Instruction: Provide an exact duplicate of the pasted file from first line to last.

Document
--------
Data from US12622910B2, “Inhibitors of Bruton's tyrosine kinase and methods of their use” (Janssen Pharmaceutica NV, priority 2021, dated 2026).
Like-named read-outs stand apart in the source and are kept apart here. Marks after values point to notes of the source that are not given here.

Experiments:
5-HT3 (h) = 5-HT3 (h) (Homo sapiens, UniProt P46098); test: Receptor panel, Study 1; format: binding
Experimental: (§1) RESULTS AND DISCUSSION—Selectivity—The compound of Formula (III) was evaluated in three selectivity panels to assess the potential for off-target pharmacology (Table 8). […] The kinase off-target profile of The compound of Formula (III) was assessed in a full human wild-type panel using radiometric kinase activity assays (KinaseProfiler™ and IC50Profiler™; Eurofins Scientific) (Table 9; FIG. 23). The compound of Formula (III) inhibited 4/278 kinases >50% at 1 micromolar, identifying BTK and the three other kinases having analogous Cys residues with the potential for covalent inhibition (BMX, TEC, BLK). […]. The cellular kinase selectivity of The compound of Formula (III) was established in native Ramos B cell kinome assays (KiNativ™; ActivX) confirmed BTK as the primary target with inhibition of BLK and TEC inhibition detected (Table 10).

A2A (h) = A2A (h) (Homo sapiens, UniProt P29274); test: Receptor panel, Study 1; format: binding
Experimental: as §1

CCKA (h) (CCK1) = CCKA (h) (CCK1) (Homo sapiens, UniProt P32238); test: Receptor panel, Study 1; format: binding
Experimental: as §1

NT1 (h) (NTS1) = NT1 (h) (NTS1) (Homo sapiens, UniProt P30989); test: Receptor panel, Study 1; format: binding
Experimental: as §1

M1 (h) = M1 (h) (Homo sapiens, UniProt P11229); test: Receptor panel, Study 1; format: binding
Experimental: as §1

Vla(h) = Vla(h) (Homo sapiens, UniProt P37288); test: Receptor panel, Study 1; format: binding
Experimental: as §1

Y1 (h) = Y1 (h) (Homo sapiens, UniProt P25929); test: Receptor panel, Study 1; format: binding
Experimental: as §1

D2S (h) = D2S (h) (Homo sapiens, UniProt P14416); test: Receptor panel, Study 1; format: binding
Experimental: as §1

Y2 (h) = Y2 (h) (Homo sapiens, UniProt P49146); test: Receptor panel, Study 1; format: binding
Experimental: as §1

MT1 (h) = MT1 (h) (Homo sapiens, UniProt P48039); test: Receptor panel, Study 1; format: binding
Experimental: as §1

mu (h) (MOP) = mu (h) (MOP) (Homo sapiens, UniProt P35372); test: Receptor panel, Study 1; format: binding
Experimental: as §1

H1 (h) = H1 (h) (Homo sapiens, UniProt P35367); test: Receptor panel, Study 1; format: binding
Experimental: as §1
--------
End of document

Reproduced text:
Data from US12622910B2, “Inhibitors of Bruton's tyrosine kinase and methods of their use” (Janssen Pharmaceutica NV, priority 2021, dated 2026).
Like-named read-outs stand apart in the source and are kept apart here. Marks after values point to notes of the source that are not given here.

Experiments:
5-HT3 (h) = 5-HT3 (h) (Homo sapiens, UniProt P46098); test: Receptor panel, Study 1; format: binding
Experimental: (§1) RESULTS AND DISCUSSION—Selectivity—The compound of Formula (III) was evaluated in three selectivity panels to assess the potential for off-target pharmacology (Table 8). […] The kinase off-target profile of The compound of Formula (III) was assessed in a full human wild-type panel using radiometric kinase activity assays (KinaseProfiler™ and IC50Profiler™; Eurofins Scientific) (Table 9; FIG. 23). The compound of Formula (III) inhibited 4/278 kinases >50% at 1 micromolar, identifying BTK and the three other kinases having analogous Cys residues with the potential for covalent inhibition (BMX, TEC, BLK). […]. The cellular kinase selectivity of The compound of Formula (III) was established in native Ramos B cell kinome assays (KiNativ™; ActivX) confirmed BTK as the primary target with inhibition of BLK and TEC inhibition detected (Table 10).

A2A (h) = A2A (h) (Homo sapiens, UniProt P29274); test: Receptor panel, Study 1; format: binding
Experimental: as §1

CCKA (h) (CCK1) = CCKA (h) (CCK1) (Homo sapiens, UniProt P32238); test: Receptor panel, Study 1; format: binding
Experimental: as §1

NT1 (h) (NTS1) = NT1 (h) (NTS1) (Homo sapiens, UniProt P30989); test: Receptor panel, Study 1; format: binding
Experimental: as §1

M1 (h) = M1 (h) (Homo sapiens, UniProt P11229); test: Receptor panel, Study 1; format: binding
Experimental: as §1

Vla(h) = Vla(h) (Homo sapiens, UniProt P37288); test: Receptor panel, Study 1; format: binding
Experimental: as §1

Y1 (h) = Y1 (h) (Homo sapiens, UniProt P25929); test: Receptor panel, Study 1; format: binding
Experimental: as §1

D2S (h) = D2S (h) (Homo sapiens, UniProt P14416); test: Receptor panel, Study 1; format: binding
Experimental: as §1

Y2 (h) = Y2 (h) (Homo sapiens, UniProt P49146); test: Receptor panel, Study 1; format: binding
Experimental: as §1

MT1 (h) = MT1 (h) (Homo sapiens, UniProt P48039); test: Receptor panel, Study 1; format: binding
Experimental: as §1

mu (h) (MOP) = mu (h) (MOP) (Homo sapiens, UniProt P35372); test: Receptor panel, Study 1; format: binding
Experimental: as §1

H1 (h) = H1 (h) (Homo sapiens, UniProt P35367); test: Receptor panel, Study 1; format: binding
Experimental: as §1